On bishop=presbyter, citing Theodoret, no, Augustine, no Danaeu's commentary on Augustine, no...

Discussion in 'Church History' started by NaphtaliPress, Feb 20, 2019.

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  1. NaphtaliPress

    NaphtaliPress Administrator Staff Member

    This is sort of a first for degrees of separation from what was claimed for a quotation! The reference below is from JDRE* which I am revising, and it clearly sends you to Theodoret's Haereticarum Fabularum, and the quotation was not there (I looked all through book four as it is not clear to me if the first section was meant or another). Then I got a hit on the Danaeu commentary, so went looking for Augustine's work on heresies, but it was not there and so went back to look closer at the Danaeu. It appears the words are his words of commentary on Augustine and not either his, or Theodoret's words as the footnote infers. Danaeu does comment two pages prior making a reference to Theodoret and book four of his work against heresies.

    There's one word rendered in Greek not in the source material which makes me think there is yet one more intervening source which added that. I'm out of ideas (I checked some contemporaneous works on Presbyterianism). Any ideas, those of you who know Latin and Greek (I don't)? What does the Greek word at the end in square brackets mean? I was hoping it simply replaces the omitted Latin confuse or gerìue, neither of which Google will translate to English. The question is, who inserted that or the minor differences; hence my thinking JDRE maybe have used a work that relied on Danaeu and not that directly.

    "Theodoret" [sic all but the last Greek word is apparently from Lambert Daneau’s commentary on Augustine against heresies; D. Aurelij Augustini Hipponensis Episcopi Liber de haeresibus (1595), 176v], "speaking against the Aerian Heretics, reports this truth which they held, viz., Presbyterum ab Episcopo [ordine & gradu], τάξει et ἀξιώματι, non differe (dixit Aerius): sed qui Presbyter est, episcopum dici, quatenus in uno aliquo actu, in quo à [sic ab] Presbyterio electus est, præest cœtui, quia in ecclesia nihil [confusè] {ἀτακτῶς} fieri [gerìue] debet."​
    While no need to repeat my journey, but if you have an afternoon to waste, the works are below:
    Theodoret, Haereticarum Fabularum Libri V (book 4, and I'm not sure which section)
    Augustine, De Haeresibus.
    Daneau's commentary on Augustine against heresies.

    *Jus Divinum Regiminis Ecclesiastici, or the Divine Right of Church Government (1646, 1647, 1654, 1799, 1844, 1995).
  2. DTK

    DTK Puritan Board Junior

    Chris, I have English translations of Theodoret's Haereticarum fabularum compendium and Augustine's Heresies. I think you now have the former in your possession. Let me know if I can look something up for you in that work of Augustine (I have a hard back translation of it by New City Press).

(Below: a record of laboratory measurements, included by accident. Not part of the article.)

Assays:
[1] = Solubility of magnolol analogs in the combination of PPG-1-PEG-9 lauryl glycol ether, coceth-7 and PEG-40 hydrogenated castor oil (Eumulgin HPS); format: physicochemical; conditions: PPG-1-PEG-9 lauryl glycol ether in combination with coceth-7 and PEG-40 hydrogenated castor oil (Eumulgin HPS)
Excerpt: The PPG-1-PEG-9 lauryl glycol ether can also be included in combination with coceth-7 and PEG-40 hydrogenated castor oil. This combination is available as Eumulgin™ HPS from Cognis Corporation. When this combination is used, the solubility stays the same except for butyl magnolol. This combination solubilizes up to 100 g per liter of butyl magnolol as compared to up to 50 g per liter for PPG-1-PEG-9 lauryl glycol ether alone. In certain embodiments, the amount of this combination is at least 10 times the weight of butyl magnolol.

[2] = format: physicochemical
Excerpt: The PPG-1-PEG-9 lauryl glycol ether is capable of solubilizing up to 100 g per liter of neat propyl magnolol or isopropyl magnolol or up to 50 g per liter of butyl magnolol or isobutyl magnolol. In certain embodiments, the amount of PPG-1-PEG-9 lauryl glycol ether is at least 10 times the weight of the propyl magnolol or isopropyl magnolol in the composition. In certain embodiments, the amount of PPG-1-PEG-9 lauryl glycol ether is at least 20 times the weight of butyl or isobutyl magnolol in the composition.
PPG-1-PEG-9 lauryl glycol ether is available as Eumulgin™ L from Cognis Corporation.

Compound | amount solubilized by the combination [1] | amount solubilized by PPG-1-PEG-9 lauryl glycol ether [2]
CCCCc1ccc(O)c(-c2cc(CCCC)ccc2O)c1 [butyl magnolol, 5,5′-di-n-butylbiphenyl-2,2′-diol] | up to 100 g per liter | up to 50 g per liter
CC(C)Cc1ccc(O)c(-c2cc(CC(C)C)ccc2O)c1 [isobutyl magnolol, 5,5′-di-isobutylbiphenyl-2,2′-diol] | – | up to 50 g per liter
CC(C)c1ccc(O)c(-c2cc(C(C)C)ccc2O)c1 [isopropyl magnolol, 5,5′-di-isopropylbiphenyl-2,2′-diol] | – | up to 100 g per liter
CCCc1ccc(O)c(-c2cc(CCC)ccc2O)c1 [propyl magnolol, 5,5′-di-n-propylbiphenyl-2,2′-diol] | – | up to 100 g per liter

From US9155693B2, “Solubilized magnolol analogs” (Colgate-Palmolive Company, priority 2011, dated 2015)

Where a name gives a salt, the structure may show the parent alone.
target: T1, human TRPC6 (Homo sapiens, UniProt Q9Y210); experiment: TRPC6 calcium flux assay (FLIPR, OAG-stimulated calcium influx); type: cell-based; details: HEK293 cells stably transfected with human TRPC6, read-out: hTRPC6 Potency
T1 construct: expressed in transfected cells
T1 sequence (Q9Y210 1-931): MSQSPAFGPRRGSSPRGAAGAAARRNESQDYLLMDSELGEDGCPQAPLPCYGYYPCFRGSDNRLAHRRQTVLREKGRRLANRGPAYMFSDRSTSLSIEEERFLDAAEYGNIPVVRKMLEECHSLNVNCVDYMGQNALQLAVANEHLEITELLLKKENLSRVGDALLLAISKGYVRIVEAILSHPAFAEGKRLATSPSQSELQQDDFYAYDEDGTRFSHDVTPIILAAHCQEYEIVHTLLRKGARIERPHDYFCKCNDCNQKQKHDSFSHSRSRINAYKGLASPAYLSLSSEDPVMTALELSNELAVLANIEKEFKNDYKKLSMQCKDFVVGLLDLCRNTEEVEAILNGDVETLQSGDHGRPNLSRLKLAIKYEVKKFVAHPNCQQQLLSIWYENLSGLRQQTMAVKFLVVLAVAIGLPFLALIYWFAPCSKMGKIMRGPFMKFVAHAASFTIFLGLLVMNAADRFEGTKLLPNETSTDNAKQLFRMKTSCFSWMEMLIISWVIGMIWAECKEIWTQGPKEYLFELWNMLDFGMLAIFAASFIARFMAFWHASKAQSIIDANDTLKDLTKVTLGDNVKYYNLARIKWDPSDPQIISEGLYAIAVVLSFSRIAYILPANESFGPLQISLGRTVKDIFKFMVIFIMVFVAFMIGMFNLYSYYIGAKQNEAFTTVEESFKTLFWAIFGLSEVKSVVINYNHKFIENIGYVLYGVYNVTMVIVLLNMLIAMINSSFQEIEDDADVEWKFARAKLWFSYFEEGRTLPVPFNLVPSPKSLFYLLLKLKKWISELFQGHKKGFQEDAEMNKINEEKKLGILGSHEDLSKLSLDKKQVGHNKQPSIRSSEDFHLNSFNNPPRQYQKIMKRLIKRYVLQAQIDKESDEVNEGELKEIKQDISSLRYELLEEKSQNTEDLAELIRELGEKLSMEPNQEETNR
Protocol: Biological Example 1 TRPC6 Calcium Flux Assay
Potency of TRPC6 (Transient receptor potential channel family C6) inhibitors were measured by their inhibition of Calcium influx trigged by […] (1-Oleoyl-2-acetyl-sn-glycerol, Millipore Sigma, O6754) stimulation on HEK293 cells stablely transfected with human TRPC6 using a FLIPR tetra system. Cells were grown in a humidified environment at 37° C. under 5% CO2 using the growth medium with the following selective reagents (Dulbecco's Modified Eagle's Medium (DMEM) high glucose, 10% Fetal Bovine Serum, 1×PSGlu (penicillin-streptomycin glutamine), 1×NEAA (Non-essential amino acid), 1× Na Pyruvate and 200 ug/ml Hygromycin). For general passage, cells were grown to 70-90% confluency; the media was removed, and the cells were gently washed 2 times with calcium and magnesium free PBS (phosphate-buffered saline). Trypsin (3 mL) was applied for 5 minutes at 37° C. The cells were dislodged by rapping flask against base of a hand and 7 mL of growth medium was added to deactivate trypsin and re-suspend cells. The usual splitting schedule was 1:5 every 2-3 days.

3. DTK

    DTK Puritan Board Junior

    I think the following is the relevant pericope in Augustine's work. Augustine uses the term presbyter, which is mistranslated as "priest" . . .

    Augustine (354-430): LIII. The Aerians are named after a certain Aerius. He was a priest, but he is said to have been deeply hurt, because he could not be ordained a bishop. He fell into the Arian heresy and also added some teachings of his own. He said that the sacrifice ought not to be offered for the dead and that the solemnly prescribed fasts should not be observed, but that each one should fast as he wishes so that he does not seem to be under the law. He also said that a priest should not be distinguished from a bishop in any respect. Some claim that these people, like the Encratities or Apotactites, admit to their communion only those who practice continence and those who have so renounced the world that they have no possessions of their own. Epiphanius says that they do not abstain from eating meat, but Philaster credits them with such abstinence. John E. Rotelle, O.S.A., ed., The Works of Saint Augustine, Arianism and Other Heresies, Answer to Maximinus the Arian, Part 1, Vol. 18, trans. Roland J. Teske, S.J. (Hyde Park: New City Press, 1995), p. 47.
    Latin text: LIII. AERIANI ab Aerio quodam sunt, qui cum esset presbyter, doluisse fertur quod episcopus non potuit ordinari; et in Arianorum haeresim lapsus, propria quoque dogmata addidisse nonnulla, dicens offerri pro dormientibus non oportere; nec statuta solemniter celebranda esse jejunia, sed cum quisque voluerit jejunandum, ne videatur esse sub lege. Dicebat etiam presbyterum ab episcopo nulla differentia debere discerni. Quidam perhibent istos, sicut Encratitas vel Apotactitas, non admittere ad communionem suam nisi continentes, et eos qui saeculo ita renuntiaverint, ut propria nulla possideant. Ab esca tamen carnium non eos abstinere dicit Epiphanius: Philaster vero et hanc eis tribuit abstinentiam. De Haeresibus, LIII, PL 42:39-40.
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